Video: How does it look?

This is the second go around for Network on DVD and in comparison with the previous DVD, the 1.85:1 anamorphic transfer is a decent one. Network is mostly an interior movie rather than an exterior movie where a lot takes place inside so there are a lot of dark scenes and a lot of drab colors and the transfer benefits slightly from it although some of the brighter scenes have their share of specklage but not as often as one viewer would think. It does have some improvements here and there but overall the film’s visual quality is good but not great.

Audio: How does it sound?

The Dolby Digital Mono track doesn’t have much to demonstrate one’s home theater system as this being mostly a dialogue driven film and the lack of a musical score doesn’t help the outer channels in much use either. Most of the sound comes from the center channels and the dialogue can be heard there along with an effect or two but the film does suffer from the sound of that time having a touch of muteness and the dialogue comes out clear and the shouting comes out loud but not booming or as echoing. It’s up there but it’s got limitations. This disc also has a French Mono track along with English, Spanish and French subtitles.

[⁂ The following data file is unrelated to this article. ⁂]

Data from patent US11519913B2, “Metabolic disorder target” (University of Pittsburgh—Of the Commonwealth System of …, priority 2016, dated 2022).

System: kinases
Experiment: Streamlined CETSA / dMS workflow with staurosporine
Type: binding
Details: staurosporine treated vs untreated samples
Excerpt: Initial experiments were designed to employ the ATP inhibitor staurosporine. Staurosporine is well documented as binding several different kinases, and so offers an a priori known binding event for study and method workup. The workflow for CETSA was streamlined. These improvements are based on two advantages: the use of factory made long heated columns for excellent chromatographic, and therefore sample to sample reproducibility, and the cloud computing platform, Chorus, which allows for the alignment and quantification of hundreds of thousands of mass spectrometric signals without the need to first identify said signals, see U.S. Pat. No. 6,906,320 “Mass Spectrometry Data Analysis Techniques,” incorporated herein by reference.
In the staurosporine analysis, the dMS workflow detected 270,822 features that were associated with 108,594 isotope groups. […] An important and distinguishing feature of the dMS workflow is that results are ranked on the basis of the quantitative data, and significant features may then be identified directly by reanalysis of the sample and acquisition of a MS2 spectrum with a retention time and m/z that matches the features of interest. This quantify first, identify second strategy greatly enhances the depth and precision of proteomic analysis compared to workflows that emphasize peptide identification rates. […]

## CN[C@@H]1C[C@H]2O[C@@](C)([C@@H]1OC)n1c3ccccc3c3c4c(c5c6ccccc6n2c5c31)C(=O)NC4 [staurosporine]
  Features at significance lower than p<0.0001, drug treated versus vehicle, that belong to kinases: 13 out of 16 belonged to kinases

Supplements: What are the extras?